Brody Engle, 5, zip-lines to the ground at Bryant Fest on Wednesday afternoon. The two-day celebration
at Bishop Park featured concerts, games, barbecue, fishing, fireworks, and other activities.
WIL CHANDLER/The Saline Courier
Courtney Scott looks for her next move in an inflatable obstacle course at Bryant Fest on Wednesday
afternoon.
WIL CHANDLER/The Saline Courier
Jett Smith bounces to the edge of an inflatable bounce house in front of his mother, Georgia Smith. A
children’s area filled one of Bishop Park’s baseball fields with its inflatable slides, obstacle courses, a
zip-line, and a train.
WIL CHANDLER/The Saline Courier
Country music singer Mark Chesnutt performs at dusk in Bryant on
Wednesday. Chesnutt delivered an array of hits from a bar stool due
to an injury he suffered while fishing.
WIL CHANDLER/The Saline Courier
Brennan Horne waves his prize fluorescent wand with his mother,
Erica Horne. Brennan popped several balloons with darts to win.
State Sen. Jeremy Hutchinson, District 33,
201 E. North St., Benton, AR 72015, (501) 773-
3760, jeremy.hutchinson@senate.ar.gov.
State Sen. David Sanders, District 27 Room
320 State Capitol, Little Rock, AR 72201, (501)
682-6107, davidjamessanders@gmail.com.
State Sen. Alan Clark, District 13 P.O. Box
211, Lonsdale, AR 72087, (501) 262-3360, alan.
clark@senate.ar.gov.
State Rep. Ann Clemmer, District 23, 7415
Camille Drive, Benton, AR 72015, (501) 316-
0364, avclemmer@sbcglobal.net.
State Rep. Andy Davis, District 31 P.O. Box
30248, Little Rock, AR 72260, (501) 837-5109,
andy.davis@arkansashouse.org.
State Rep. Andy Mayberry, District 27 3022
E. Woodson Lateral Road, Hensley, AR 72065,
(501) 888-3522, andymayberry@windstream.net.
State Rep. Kim Hammer, District 28, 1411
Edgehill Dr., Benton, AR 72015, (501) 840-3841,
kimdhammer@yahoo.com.
Circuit Judge Bobby McCallister, 22nd
Judicial District, Division 1, Saline County
Courthouse, 200 N. Main St., Benton, AR 72015,
(501) 303-5635.
Circuit Judge Gary Arnold, 22nd Judicial
District, Division 2, Saline County Courthouse,
200 N. Main St., Benton, AR 72015, (501) 303-
5664.
Circuit Judge Grisham Phillips, 22nd
Judicial District, Division 3, Saline County
Courthouse, 200 N. Main St., Benton, AR 72015,
(501) 303-5628.
Circuit Judge Robert Herzfeld, 22nd
Judicial District, Division 4, Saline County Annex,
321 N. Main St., Benton, AR 72015, (501) 303-
1584.
District Judge Michael Robinson, Benton
District, 1605 Edison Ave., Benton, AR 72019,
(501) 303-5670.
District Judge Stephanie Casady, Bryant
District (Bryant, Alexander, Bauxite, Haskell,
Shannon Hills), Boswell Municipal Complex, 210
SW Third St., Bryant, AR 72022, (501) 847-5223.
Saline County Judge Lanny Fite,
Courthouse 200 N. Main St., Benton, AR 72015,
(501) 303-5640.
Prosecuting Attorney Ken Casady, 22nd
Juicial District, 102 S. Main St., Benton, AR
72015, (501) 315-7767.
Saline County Sheriff Bruce Pennington,
Saline County Detention Center, 735 S. Neeley
St., Benton, AR 72015; (501) 303-5609.
news@bentoncourier.com
HOW TO REACH YOUR ELECTED OFFICIALS
“Congress shall make no law ... abridging the freedom
of speech, or of the press ... .”
— From the First Amendment to Constitution
D
on’t read any further if you plan to go to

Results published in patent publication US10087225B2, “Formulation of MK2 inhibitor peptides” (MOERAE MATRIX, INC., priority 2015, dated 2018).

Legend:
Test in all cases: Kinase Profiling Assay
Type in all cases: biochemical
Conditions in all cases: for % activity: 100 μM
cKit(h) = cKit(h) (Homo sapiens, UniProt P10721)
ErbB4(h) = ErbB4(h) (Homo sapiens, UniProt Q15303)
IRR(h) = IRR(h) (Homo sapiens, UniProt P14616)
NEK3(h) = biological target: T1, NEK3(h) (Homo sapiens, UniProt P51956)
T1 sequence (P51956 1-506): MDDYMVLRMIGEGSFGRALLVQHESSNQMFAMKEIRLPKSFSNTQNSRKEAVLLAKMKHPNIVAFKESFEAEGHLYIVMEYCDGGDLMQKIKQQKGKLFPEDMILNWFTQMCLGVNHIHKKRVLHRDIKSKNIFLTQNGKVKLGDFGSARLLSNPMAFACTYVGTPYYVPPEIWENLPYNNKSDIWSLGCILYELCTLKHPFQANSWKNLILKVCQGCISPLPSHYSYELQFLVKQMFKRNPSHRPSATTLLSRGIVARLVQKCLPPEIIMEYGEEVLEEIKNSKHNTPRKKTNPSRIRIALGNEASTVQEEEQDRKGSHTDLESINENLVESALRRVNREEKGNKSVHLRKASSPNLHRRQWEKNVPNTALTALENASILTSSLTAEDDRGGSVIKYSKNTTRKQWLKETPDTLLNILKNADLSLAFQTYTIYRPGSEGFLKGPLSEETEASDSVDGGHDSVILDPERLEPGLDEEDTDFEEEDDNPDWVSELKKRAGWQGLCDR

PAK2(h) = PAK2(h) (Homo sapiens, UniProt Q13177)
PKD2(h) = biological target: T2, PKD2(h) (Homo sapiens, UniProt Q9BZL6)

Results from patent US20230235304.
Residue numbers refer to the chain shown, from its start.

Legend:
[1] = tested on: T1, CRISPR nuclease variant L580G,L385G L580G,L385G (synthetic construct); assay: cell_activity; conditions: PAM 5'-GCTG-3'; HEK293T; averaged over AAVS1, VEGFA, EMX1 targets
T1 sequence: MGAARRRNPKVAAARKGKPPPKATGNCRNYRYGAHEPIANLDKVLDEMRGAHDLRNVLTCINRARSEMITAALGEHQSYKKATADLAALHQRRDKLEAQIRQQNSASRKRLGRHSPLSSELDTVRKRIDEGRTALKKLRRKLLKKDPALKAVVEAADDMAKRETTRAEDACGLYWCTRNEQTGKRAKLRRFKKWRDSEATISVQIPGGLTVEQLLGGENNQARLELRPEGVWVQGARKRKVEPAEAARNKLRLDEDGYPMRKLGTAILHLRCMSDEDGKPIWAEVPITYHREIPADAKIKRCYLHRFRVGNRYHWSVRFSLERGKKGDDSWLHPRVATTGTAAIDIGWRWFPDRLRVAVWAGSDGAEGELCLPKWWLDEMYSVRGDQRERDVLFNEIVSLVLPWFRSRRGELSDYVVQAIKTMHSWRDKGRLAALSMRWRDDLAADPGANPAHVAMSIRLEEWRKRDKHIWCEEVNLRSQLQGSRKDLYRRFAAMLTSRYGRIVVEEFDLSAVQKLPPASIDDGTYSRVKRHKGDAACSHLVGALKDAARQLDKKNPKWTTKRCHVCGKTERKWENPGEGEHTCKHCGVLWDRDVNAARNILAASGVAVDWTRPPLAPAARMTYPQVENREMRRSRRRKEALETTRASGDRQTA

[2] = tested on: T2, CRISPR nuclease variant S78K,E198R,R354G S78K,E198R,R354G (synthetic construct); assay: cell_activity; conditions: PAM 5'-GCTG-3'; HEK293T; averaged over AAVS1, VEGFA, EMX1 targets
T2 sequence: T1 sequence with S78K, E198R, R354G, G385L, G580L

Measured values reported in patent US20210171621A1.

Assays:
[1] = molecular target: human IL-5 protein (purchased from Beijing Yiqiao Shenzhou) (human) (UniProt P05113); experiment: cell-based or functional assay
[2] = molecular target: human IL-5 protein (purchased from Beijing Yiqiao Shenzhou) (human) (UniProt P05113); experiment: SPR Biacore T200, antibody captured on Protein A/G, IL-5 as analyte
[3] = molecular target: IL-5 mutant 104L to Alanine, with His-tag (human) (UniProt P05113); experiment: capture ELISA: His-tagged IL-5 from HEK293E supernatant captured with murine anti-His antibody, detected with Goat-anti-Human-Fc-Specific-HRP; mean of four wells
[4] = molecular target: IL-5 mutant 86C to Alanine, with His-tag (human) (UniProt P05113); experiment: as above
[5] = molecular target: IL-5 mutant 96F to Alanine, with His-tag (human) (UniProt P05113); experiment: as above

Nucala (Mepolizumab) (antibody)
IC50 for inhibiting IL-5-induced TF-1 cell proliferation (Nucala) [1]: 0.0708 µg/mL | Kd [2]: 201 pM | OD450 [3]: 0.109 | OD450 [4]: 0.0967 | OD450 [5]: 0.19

a movie this summer. I’m going to give
away the ending to all of them. Stop read-
ing NOW if you don’t want to know. Here it comes.
STOP!
Here’s what will happen at the end of any movie
you see with your spouse this summer: You will
look at each other and say, “We should have waited
until it came out on DVD.”
It’s been months since Sue and I
went to a movie. We went to something
around Christmas, but afterwards, we
couldn’t figure out why the morn-
ing and afternoon talk-show hosts
had been so giddy about it. Probably
because the stars of the movie had
shown up on their shows to push the
film.
Summertime is when the studios
release the blockbusters, the cream
of the crop, the best they have to
offer. So we figure it’s time to try
again. We man up and leave the house -- braving
freeway traffic, texting drivers, inconvenient timing
(why do movies start at 4:40 instead of 5?), barely
lit multi-story parking garages, and roving gangs
of cellphone-addicted teenage mall rats -- to sit in a
theater that smells of carpet cleaner, fake butter and
Febreze and watch a talkie.
The couple behind us thinks no one can hear
them. They are talking in an absolutely normal tone
of voice, as if the rest of us are invisible and there is
no one else in the theater.
“At five minutes to 5, she asks me to type this
report. Can you believe it? She knew I was going out
tonight, too.”
“Yeah,” says her partner, “you give someone a
Harvard degree, a Rhodes scholarship and a Nobel
Prize and they think they know everything. Where
does she get off?”
In front of us, two high school kids are necking.
The guy is scraping the back of her throat with his
tongue stud. It looks like he’s trying to reach some-
thing she had for lunch. Yesterday.
“It’s right out of a Fred Astaire/Ginger Rogers
movie, isn’t it?” Sue says. I wonder what the proper
etiquette is. Is it rude to ask another paying cus-
tomer to please stop making us sick?
Finally, blessedly, the lights go down. A notice
appears that this preview has been approved for
all audiences. Then, in Dolbyized quadraphonic
sound, we hear an agonizing human scream and
see a shiny carving knife plowing through a chest.
The movie we have come to see is a lighthearted
romantic comedy. A filthy hand reaches into the
blood-pulsing body cavity and pulls out a still-beat-
ing human heart. The hand throws the heart on the
floor and a large black boot stomps it flat then kicks
it away. A voice announces, “You’ve never seen
anything like it!” Like that would be a bad thing?
I’ve never seen a man fall into a wood chipper. That
doesn’t mean I want to.
Once again, the green notice: “This preview
has been approved for all audiences.” Then: “He’s